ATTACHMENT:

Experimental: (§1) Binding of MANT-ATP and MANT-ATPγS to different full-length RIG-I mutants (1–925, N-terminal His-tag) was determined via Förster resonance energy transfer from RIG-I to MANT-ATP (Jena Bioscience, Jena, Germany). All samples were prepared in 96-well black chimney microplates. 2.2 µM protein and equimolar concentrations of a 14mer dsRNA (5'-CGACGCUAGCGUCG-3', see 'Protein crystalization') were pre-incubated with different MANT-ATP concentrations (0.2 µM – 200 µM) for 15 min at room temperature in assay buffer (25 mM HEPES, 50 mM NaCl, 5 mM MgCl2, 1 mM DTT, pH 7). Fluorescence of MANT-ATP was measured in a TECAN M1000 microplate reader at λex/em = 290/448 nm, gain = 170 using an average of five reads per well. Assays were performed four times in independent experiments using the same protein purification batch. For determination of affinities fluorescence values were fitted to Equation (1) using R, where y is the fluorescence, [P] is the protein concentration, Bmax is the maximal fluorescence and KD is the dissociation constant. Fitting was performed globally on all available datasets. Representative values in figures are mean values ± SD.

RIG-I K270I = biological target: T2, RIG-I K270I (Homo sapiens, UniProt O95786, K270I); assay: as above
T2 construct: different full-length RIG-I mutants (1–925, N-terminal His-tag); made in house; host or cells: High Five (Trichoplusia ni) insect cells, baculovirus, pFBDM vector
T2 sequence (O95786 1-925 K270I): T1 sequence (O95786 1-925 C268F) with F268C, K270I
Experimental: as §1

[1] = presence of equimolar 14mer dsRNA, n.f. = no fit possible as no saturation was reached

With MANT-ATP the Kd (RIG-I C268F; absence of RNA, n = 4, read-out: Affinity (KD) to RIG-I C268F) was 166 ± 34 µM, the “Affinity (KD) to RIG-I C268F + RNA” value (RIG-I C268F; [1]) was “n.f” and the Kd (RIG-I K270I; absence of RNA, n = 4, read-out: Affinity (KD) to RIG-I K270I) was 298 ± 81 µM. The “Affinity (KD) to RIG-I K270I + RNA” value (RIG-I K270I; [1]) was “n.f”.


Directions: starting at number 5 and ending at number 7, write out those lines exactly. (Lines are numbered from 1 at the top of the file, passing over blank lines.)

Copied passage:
Experimental: as §1

[1] = presence of equimolar 14mer dsRNA, n.f. = no fit possible as no saturation was reached

With MANT-ATP the Kd (RIG-I C268F; absence of RNA, n = 4, read-out: Affinity (KD) to RIG-I C268F) was 166 ± 34 µM, the “Affinity (KD) to RIG-I C268F + RNA” value (RIG-I C268F; [1]) was “n.f” and the Kd (RIG-I K270I; absence of RNA, n = 4, read-out: Affinity (KD) to RIG-I K270I) was 298 ± 81 µM. The “Affinity (KD) to RIG-I K270I + RNA” value (RIG-I K270I; [1]) was “n.f”.